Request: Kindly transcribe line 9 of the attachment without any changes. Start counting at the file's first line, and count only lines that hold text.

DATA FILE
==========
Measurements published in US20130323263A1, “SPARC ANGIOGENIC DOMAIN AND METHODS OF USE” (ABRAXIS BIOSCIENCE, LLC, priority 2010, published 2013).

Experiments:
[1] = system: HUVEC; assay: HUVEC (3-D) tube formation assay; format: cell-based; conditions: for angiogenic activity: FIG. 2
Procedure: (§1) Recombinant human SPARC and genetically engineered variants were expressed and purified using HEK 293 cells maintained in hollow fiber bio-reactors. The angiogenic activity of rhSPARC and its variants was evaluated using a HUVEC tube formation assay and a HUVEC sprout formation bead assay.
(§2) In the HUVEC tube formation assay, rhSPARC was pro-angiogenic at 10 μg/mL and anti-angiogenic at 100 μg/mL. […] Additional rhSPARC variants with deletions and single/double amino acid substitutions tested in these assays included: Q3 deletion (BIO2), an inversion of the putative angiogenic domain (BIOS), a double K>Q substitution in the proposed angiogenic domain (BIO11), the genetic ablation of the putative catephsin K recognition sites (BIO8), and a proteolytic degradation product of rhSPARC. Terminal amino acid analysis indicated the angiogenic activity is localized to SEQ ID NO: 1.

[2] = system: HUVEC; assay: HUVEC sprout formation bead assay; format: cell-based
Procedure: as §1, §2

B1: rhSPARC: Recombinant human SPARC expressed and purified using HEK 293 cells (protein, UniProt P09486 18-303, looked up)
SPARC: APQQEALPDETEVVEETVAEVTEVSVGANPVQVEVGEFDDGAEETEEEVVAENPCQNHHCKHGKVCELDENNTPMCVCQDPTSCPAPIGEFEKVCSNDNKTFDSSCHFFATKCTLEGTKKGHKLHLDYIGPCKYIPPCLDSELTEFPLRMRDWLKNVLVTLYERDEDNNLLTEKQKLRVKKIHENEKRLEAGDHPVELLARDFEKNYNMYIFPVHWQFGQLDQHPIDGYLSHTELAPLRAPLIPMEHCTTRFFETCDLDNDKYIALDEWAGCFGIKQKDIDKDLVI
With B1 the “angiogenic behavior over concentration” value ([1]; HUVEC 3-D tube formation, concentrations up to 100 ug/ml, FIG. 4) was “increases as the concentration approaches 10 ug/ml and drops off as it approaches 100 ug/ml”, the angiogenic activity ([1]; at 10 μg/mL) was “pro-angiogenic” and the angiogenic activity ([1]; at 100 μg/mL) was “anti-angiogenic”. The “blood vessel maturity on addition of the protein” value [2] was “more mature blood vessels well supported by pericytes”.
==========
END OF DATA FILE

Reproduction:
SPARC: APQQEALPDETEVVEETVAEVTEVSVGANPVQVEVGEFDDGAEETEEEVVAENPCQNHHCKHGKVCELDENNTPMCVCQDPTSCPAPIGEFEKVCSNDNKTFDSSCHFFATKCTLEGTKKGHKLHLDYIGPCKYIPPCLDSELTEFPLRMRDWLKNVLVTLYERDEDNNLLTEKQKLRVKKIHENEKRLEAGDHPVELLARDFEKNYNMYIFPVHWQFGQLDQHPIDGYLSHTELAPLRAPLIPMEHCTTRFFETCDLDNDKYIALDEWAGCFGIKQKDIDKDLVI